- The workplace of today is about cultural fit and not just about skills and experience
- Looking to expand to the rest of South-East Asia, in fundraising process now
RECRUITMENT traditionally involves a lot of meetings and success is subject to whether a recruiter feels that a job-seeker is a right fit for the job, based on skills and even first impressions from a meeting.
Singapore-based employment platform Venn is seeking to change all that, by using algorithms to place job-seekers in jobs and companies that would suit them.
If you remember your Venn diagrams from high-school math, it is about sets and the relationships between them, with the sweet spot being when they overlap.
The idea for the platform came from problems in recruiting, and a certain intrigue with how algorithms on dating apps worked, according to Venn founder and chief executive officer Candice Aw.
“It was a confluence of different factors – the first was that I saw there were a lot of problems in recruiting,” she says, speaking to Digital News Asia (DNA) in Singapore recently.
“As a job-seeker I found it frustrating; and as an employer, I found it very difficult to get the right people.
“I have this weird habit of tying in things that are completely unrelated – I was playing around with dating apps … and I was quite intrigued with the way OkCupid’s algorithm works, so I tried it out,” she adds.
The idea of job-seekers and employers being matched in the same way couples are matched via dating apps kind of suits the reality of the economy, where the focus is on overall fit between job-seeker and employer, Aw argues.
“It is not just skills and experience, which is the old way of looking at things; it is about overall cultural fit, strengths, and interests,” she says.
“If I’m not passionate about the industry, I will not be doing as good a job,” she adds.
Looking for a job means browsing through various job descriptions that are often written with a wall of text. Needing to parse through jargon and acronyms makes it even more tedious.
Aw (pic above) argues that with “every other job site out there, you often don’t know what the job entails – there will be a long job description, but what it might mean is that you just need to know Excel or understand numbers.
“We [Venn] give the TL;DR (too long; didn’t read) of a job.
“It is interactive and very visual – we ask people what their interests and strengths are, and what kind of environment they like being in,” she adds.
This is also where being innovative with job descriptions can help. They need to be made fun and interesting.
“We posted a plain job description that got lost and only had five applicants who were terrible [fits],” says Aw.
“So we changed our approach and put a link asking, ‘Are you a good match for us?’ – and we had 120 applicants in two days.
“That proves that interaction and engagement increases the conversion rate,” she declares.
Venn also curates companies for job-seekers, giving them an insider’s peek into their operations.
When job-seekers are matched, they will be able to see a company profile, and photos and other visual representations of what the employer stands for – including some of the colleagues they might be working with.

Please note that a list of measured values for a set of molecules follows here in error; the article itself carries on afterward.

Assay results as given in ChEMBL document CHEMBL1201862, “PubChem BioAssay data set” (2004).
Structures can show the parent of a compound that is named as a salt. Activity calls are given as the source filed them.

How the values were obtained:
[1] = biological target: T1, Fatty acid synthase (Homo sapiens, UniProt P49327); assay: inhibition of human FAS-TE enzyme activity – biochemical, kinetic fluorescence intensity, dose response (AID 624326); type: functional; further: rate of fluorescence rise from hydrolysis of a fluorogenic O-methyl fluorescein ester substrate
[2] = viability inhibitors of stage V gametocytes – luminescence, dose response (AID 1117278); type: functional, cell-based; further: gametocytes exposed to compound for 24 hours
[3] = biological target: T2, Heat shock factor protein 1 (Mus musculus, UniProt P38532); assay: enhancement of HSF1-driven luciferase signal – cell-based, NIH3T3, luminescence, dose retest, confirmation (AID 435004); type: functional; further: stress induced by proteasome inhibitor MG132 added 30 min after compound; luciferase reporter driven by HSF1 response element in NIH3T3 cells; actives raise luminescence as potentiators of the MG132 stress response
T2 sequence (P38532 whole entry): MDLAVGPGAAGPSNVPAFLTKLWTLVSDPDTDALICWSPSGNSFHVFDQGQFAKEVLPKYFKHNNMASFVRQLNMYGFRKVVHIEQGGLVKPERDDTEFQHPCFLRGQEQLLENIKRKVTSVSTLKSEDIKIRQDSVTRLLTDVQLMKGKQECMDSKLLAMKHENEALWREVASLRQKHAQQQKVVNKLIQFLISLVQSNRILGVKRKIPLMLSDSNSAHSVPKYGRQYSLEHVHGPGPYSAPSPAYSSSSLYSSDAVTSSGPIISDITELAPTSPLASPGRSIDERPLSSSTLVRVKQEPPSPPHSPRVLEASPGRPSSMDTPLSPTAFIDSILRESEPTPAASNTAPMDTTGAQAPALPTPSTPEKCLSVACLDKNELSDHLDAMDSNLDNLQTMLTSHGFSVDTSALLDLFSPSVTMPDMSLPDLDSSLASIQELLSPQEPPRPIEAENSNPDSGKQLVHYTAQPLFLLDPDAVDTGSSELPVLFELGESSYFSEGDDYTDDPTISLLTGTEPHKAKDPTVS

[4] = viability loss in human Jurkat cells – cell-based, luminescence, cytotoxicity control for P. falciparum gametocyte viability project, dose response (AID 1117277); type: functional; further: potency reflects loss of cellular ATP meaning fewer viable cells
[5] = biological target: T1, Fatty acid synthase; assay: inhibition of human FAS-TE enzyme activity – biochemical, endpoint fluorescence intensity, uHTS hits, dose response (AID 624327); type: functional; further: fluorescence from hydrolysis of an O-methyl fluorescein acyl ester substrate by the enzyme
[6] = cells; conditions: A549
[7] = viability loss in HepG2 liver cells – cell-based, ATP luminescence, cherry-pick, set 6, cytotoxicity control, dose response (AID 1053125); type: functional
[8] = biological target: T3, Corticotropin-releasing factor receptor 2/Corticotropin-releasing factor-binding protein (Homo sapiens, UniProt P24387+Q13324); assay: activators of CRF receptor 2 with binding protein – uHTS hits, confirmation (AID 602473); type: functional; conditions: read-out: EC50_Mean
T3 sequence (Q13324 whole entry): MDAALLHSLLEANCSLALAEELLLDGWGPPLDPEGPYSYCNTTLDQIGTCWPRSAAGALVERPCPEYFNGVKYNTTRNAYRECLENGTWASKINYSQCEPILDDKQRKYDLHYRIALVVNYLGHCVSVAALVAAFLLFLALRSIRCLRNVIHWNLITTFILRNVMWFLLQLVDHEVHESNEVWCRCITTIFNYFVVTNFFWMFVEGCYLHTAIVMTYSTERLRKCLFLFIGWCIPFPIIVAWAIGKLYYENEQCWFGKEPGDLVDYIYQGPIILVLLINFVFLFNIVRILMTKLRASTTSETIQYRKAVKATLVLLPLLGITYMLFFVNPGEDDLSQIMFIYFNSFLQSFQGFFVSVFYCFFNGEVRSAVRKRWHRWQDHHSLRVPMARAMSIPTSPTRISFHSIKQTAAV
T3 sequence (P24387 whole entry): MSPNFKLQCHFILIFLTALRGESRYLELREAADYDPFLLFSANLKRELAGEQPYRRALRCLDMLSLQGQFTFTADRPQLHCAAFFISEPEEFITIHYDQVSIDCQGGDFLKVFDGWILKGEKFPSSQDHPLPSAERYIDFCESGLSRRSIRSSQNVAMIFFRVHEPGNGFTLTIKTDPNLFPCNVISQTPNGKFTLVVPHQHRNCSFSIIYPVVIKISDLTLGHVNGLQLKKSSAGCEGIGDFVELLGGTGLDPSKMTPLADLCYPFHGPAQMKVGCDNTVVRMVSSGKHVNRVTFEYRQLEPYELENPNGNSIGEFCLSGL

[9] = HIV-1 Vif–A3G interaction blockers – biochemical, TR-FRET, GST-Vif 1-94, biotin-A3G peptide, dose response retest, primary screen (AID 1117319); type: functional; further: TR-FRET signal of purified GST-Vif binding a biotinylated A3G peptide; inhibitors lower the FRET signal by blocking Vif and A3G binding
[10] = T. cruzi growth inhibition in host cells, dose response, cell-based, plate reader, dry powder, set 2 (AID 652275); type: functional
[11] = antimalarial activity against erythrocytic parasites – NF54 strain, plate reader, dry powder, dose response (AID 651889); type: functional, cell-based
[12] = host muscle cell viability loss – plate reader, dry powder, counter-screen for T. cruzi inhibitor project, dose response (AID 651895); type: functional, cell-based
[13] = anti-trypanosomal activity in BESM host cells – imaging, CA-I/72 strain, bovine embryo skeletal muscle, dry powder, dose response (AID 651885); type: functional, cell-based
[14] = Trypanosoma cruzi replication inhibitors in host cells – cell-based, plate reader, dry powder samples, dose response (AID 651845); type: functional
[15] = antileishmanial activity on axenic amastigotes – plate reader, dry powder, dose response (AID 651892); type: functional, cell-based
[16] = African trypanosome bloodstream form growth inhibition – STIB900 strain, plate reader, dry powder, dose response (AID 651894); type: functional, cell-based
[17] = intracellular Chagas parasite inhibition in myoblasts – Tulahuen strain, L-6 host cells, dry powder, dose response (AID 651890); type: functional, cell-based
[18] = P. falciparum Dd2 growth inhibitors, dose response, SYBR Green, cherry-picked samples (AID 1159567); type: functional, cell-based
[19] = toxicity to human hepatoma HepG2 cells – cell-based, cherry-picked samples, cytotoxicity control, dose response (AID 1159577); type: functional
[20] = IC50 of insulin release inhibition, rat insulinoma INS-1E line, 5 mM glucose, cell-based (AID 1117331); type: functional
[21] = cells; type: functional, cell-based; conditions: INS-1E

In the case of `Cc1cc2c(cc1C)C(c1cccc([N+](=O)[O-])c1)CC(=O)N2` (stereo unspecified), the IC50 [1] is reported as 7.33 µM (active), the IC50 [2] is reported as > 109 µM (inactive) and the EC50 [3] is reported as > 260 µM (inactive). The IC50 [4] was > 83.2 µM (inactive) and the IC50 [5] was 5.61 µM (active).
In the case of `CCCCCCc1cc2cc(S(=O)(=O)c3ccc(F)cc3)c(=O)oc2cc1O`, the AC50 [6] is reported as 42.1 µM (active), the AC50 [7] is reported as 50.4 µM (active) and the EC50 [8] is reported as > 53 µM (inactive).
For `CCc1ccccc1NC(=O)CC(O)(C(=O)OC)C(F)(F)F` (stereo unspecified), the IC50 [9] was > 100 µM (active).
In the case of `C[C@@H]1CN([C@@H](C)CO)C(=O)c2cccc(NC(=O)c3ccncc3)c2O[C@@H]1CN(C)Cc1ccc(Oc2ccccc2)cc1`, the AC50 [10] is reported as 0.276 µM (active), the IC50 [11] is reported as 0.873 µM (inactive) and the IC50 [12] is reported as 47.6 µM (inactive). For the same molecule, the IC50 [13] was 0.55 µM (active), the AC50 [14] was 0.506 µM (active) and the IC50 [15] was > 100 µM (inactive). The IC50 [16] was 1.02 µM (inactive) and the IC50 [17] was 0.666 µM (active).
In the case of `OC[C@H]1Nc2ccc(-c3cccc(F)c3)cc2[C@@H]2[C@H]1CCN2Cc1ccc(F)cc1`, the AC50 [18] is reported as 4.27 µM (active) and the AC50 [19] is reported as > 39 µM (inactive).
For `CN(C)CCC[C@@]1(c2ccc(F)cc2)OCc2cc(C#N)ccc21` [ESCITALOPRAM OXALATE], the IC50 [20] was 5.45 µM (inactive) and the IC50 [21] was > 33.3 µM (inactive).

“We tell them what the company is about, what people they are looking for, what problems they are trying to solve, what the vision is, and about the people who work there – and they can see what the culture is like,” says Aw.
“We’ve all been there – applied for a job and when you arrive, realise that it is not a good cultural fit.
“Here, job-seekers don’t have to wonder if the environment is suitable for them or not.
“We also want to provide a platform for companies to showcase themselves – I know Glassdoor does that, but there are so many companies on Glassdoor and there’s no matching mechanism,” she adds.
That curation is an important value proposition for Venn, which is why the company takes it seriously and goes on the ground to find out more.
“We actually visit their offices – I speak to recruiters, and if possible, to the management team, to make sure they are suitable” says Aw.
“We only bring on board companies that are Series A or above, but this is on a case-by-case basis – some are not Series A but have done very well,” she adds.
Just ‘venn’ it, people
Venn is currently in the first iteration of its job-matching algorithm. “Right now, we are in the first stages of making sure this works, keeping it simple to begin with, before we build on it,” says Aw.
The more data the startup gets, the more the algorithm can be refined.
“It boils down to information from and to both sides – the more information we can provide, the better decisions they can make,” she says.
And Aw’s ambition does not stop there: She aims to make ‘venn’ a term in much the same way ‘google’ has become one.
“We don’t want to be job-hunting but job discovery, where it is more about being curious and interested in finding things,” she says.
“We want people to think of ‘venn this’ as finding jobs in an easy manner,” she adds.
As for its actual plans, Venn is currently raising money and is looking for the right partners.
“We are in the midst of talking to angel investors and VCs (venture capitalists),” says Aw.
“But we’re also getting quite picky about who we will partner with – for us, it is a long-term partnership. We see them not just as capital providers but partners, and we want to pick investors who can help us in areas we are weak in,” she adds.
Venn is also looking to expand to the rest of South-East Asia.
“South-East Asia is still an embryonic space but it is moving very fast – the talent pool in the region is going to be immense,” says Aw.
“We will be expanding into places like Indonesia, the Philippines and Vietnam,” she adds, however declining to put a timeline on this expansion.
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